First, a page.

Choose the Proper Fiber Optic Connector Type for Your FTTH Installation
Fiber optic connectors can be divided into three groups: simplex, duplex and multiple fiber connectors.
Simplex connector means only one fiber is terminated in the connector. Simplex connectors include FC, ST, SC, LC, MU and SMA.
Duplex connector means two fibers are terminated in the connector. Duplex connectors include SC, LC, MU and MT-RJ. (Note: SC, LC and MU connectors have both simplex and duplex version)
Multiple fiber connector means more than two fibers (for up to 24 fiber) are terminated in the connector. These are usually ribbon fibers with fiber count of 4, 6, 8, 12 and 24. The most popular ribbon fiber connector is MT connector.
Now let’s examine each type of connector closely.
FC stands for Fixed Connection and it was developed by Japanese company NEC (Nippon Electric Co.). It has a screw on locking mechanism and is more popular in single mode applications than in multimode applications. FC connectors are popular in test environments and long haul applications. FC was once the most popular connector but now is being replaced by SC and LC connectors. FC connector is available only in simplex version.
Advantages: lowest insertion loss, excellent repeatability
Disadvantage: Bulky, simplex version only, screw-on mechanism is hard to operate in a busy telecom closet.
ST stands for Straight Tip. ST connector has a bayonet twist locking mechanism and was developed by AT&T in the 1980s. ST connectors were predominant in the early 1990s but now they are being replaced by SC and LC connectors. ST connectors are most common for multimode applications. ST connectors are available in simplex version only.
Advantages: ST connector can be easily inserted and removed thanks to its spring-loaded bayonet locking mechanism.
Disadvantages: Its locking mechanism design are both a bless and a curse. You have to make sure the connector is seated in its socket securely and properly. It may be necessary to remove and reconnect your ST connector if you experience high insertion loss. But if you did it correctly, less than 0.3dB connection loss could be easily achieved.
SC stands for Subscriber Connector and was developed by Japanese company NTT. It is a square shaped push/pull type connector with a snap-in locking mechanism. Because of its easy locking mechanism and excellent repeatability, SC connector has become the dominant connector since late 1990s, especially in multimode applications. SC connectors are available in both simplex and duplex version.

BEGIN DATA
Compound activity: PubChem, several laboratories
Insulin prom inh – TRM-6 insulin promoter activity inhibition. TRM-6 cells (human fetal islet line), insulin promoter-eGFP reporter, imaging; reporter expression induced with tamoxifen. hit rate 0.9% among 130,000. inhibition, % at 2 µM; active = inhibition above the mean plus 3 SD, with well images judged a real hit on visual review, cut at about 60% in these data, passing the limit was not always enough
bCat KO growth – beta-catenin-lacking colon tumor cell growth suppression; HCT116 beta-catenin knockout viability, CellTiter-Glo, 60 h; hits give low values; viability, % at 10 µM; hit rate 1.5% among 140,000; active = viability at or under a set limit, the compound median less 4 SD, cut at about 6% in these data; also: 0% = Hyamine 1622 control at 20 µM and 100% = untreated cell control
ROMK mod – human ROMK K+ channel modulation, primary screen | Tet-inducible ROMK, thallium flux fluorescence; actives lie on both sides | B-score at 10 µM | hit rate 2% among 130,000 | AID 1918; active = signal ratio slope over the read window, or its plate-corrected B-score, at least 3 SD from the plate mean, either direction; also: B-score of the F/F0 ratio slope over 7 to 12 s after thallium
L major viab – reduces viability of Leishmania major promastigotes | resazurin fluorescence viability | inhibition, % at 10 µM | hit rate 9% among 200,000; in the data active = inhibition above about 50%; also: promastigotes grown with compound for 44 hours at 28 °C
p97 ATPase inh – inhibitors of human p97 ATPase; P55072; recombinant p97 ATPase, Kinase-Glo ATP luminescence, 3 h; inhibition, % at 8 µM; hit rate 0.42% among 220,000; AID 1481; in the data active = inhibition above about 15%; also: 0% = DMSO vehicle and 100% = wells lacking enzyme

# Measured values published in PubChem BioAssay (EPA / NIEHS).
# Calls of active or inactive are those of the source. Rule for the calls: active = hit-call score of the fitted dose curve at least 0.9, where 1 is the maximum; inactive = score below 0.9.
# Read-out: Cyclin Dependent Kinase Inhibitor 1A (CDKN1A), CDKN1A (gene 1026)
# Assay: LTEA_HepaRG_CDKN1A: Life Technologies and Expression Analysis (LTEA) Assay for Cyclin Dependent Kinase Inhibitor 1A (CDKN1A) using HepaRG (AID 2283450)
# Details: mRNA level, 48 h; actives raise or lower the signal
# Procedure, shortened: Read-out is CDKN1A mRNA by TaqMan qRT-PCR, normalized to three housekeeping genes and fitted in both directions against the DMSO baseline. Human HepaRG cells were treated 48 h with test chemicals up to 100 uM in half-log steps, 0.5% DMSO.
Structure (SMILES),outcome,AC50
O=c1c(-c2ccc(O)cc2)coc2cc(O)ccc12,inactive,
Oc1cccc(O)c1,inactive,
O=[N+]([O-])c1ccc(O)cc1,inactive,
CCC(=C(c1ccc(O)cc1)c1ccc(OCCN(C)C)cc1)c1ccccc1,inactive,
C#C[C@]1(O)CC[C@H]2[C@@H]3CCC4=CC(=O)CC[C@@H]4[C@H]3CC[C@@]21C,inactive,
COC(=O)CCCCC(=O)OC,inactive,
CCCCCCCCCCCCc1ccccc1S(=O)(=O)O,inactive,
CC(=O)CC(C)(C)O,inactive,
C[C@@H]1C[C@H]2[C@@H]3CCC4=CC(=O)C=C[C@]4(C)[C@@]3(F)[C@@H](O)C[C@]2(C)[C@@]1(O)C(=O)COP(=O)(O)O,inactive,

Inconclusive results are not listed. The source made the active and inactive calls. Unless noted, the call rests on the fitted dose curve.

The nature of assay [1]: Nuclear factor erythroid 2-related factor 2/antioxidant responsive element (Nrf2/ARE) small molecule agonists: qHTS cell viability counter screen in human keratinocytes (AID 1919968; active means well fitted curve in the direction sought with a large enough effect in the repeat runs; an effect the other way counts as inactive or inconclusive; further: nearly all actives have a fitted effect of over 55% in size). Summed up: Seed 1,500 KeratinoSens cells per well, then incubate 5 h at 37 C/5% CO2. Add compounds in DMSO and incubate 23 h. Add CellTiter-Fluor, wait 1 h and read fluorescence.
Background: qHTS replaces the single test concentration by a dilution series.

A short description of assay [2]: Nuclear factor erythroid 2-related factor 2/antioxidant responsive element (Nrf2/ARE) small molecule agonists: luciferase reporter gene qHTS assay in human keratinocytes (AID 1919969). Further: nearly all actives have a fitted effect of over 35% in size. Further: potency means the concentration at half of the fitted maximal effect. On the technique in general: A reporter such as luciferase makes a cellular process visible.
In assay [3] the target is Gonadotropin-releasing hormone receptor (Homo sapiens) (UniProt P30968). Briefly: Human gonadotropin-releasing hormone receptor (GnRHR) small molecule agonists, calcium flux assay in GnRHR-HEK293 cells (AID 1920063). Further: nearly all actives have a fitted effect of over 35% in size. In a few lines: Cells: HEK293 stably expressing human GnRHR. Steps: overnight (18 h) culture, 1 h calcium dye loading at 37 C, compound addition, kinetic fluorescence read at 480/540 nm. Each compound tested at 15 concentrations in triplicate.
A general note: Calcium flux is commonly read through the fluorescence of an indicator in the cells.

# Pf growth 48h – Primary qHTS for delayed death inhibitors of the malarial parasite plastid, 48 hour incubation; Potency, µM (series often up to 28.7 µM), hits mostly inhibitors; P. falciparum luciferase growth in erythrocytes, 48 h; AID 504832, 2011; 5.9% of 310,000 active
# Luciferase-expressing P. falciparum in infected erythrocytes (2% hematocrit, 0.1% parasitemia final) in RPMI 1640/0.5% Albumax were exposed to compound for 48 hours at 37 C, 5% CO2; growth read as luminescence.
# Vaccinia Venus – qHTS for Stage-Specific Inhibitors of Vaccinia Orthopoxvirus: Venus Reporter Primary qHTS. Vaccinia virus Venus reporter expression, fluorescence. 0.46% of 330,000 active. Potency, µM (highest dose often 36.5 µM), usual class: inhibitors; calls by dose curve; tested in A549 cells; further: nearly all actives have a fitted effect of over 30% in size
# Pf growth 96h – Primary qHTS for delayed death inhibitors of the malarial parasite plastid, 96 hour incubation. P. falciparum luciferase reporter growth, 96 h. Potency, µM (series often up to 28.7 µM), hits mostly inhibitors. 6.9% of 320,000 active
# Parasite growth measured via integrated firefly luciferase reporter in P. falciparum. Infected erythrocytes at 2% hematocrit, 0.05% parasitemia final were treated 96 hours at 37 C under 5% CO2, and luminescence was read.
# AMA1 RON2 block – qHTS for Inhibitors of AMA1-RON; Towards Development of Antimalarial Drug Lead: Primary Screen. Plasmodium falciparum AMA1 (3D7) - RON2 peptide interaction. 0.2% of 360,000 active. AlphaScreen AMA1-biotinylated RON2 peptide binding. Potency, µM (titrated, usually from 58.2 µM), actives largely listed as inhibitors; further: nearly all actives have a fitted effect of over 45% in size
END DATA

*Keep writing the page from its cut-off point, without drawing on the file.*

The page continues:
Advantages: Easy push/pull snap-in locking mechanism, low cost, excellent repeatability, low insertion loss
Disadvantages: Bulky footprint. Modern high speed fiber optic networks need more compact connectors. LC connector is almost half the size of a SC connector and is becoming more popular, especially in single mode applications.
LC stands for Lucent Connector and it was developed by Lucent. This is a small form factor connector that occupies only half the size of a SC connector. LC connector looks much like a miniature SC connector. It also has the same push/pull snap-in type locking mechanism. LC has become the most favored connector for single mode applications.
Advantages: Easy push/pull snap-in locking mechanism, excellent repeatability, low insertion loss, small form factor
MT-RJ stands for Mechanical Transfer Registered Jack. MT-RJ is available in duplex only. It houses two fibers in half the size of a SC connector. MT-RJ connectors come in pair of male and female type. Male MT-RJ connector has two guiding pins and female type has two guiding holes. Male and Female MT-RJ connectors are mated together by plugging the guiding pins into the holes.
MT connector is designed for ribbon fiber applications. It can hold 4, 6, 8, 12, 24 and up to 72 fibers in a square shaped footprint. One MT compatible connector is called MTP connector which is manufactured by US Conec.
Advantages: MT connector provides much higher connection density than any other type of connectors. This makes it the excellent choice for patch panel, routing applications.
Article Source: http://EzineArticles.com/1030688
Next： Maintaining Proper Fiber Polarity For MTP / MPO Fiber Links
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